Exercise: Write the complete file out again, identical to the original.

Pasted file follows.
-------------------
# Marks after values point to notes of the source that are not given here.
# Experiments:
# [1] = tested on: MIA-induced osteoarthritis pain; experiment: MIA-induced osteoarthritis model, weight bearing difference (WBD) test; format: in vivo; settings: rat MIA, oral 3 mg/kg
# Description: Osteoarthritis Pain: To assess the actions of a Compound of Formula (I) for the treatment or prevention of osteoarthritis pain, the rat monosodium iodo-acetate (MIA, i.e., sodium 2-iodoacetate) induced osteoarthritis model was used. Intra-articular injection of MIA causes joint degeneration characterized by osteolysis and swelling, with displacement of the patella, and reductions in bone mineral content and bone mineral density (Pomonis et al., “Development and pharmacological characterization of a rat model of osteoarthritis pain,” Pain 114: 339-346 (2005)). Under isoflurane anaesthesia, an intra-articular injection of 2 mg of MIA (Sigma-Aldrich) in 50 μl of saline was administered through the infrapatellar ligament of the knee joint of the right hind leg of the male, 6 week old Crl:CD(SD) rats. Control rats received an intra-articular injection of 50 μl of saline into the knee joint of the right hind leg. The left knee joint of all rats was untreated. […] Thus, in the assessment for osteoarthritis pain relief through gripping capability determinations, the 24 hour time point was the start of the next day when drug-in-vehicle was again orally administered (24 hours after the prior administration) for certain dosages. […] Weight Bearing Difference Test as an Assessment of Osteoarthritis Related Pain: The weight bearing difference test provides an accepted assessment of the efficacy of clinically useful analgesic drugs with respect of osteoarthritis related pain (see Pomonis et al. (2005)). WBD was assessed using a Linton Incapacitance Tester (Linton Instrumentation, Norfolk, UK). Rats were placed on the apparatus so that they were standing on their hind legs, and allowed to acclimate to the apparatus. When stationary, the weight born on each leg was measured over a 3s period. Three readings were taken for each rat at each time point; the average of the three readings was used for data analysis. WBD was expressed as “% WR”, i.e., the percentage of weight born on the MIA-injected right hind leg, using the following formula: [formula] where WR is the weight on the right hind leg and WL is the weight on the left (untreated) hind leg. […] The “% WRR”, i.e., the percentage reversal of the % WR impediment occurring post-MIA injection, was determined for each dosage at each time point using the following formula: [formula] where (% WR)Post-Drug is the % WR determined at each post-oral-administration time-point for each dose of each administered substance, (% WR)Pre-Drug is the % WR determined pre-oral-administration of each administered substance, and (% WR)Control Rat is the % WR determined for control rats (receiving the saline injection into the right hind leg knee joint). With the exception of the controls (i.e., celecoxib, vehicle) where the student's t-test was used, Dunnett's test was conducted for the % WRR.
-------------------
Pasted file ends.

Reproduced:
# Marks after values point to notes of the source that are not given here.
# Experiments:
# [1] = tested on: MIA-induced osteoarthritis pain; experiment: MIA-induced osteoarthritis model, weight bearing difference (WBD) test; format: in vivo; settings: rat MIA, oral 3 mg/kg
# Description: Osteoarthritis Pain: To assess the actions of a Compound of Formula (I) for the treatment or prevention of osteoarthritis pain, the rat monosodium iodo-acetate (MIA, i.e., sodium 2-iodoacetate) induced osteoarthritis model was used. Intra-articular injection of MIA causes joint degeneration characterized by osteolysis and swelling, with displacement of the patella, and reductions in bone mineral content and bone mineral density (Pomonis et al., “Development and pharmacological characterization of a rat model of osteoarthritis pain,” Pain 114: 339-346 (2005)). Under isoflurane anaesthesia, an intra-articular injection of 2 mg of MIA (Sigma-Aldrich) in 50 μl of saline was administered through the infrapatellar ligament of the knee joint of the right hind leg of the male, 6 week old Crl:CD(SD) rats. Control rats received an intra-articular injection of 50 μl of saline into the knee joint of the right hind leg. The left knee joint of all rats was untreated. […] Thus, in the assessment for osteoarthritis pain relief through gripping capability determinations, the 24 hour time point was the start of the next day when drug-in-vehicle was again orally administered (24 hours after the prior administration) for certain dosages. […] Weight Bearing Difference Test as an Assessment of Osteoarthritis Related Pain: The weight bearing difference test provides an accepted assessment of the efficacy of clinically useful analgesic drugs with respect of osteoarthritis related pain (see Pomonis et al. (2005)). WBD was assessed using a Linton Incapacitance Tester (Linton Instrumentation, Norfolk, UK). Rats were placed on the apparatus so that they were standing on their hind legs, and allowed to acclimate to the apparatus. When stationary, the weight born on each leg was measured over a 3s period. Three readings were taken for each rat at each time point; the average of the three readings was used for data analysis. WBD was expressed as “% WR”, i.e., the percentage of weight born on the MIA-injected right hind leg, using the following formula: [formula] where WR is the weight on the right hind leg and WL is the weight on the left (untreated) hind leg. […] The “% WRR”, i.e., the percentage reversal of the % WR impediment occurring post-MIA injection, was determined for each dosage at each time point using the following formula: [formula] where (% WR)Post-Drug is the % WR determined at each post-oral-administration time-point for each dose of each administered substance, (% WR)Pre-Drug is the % WR determined pre-oral-administration of each administered substance, and (% WR)Control Rat is the % WR determined for control rats (receiving the saline injection into the right hind leg knee joint). With the exception of the controls (i.e., celecoxib, vehicle) where the student's t-test was used, Dunnett's test was conducted for the % WRR.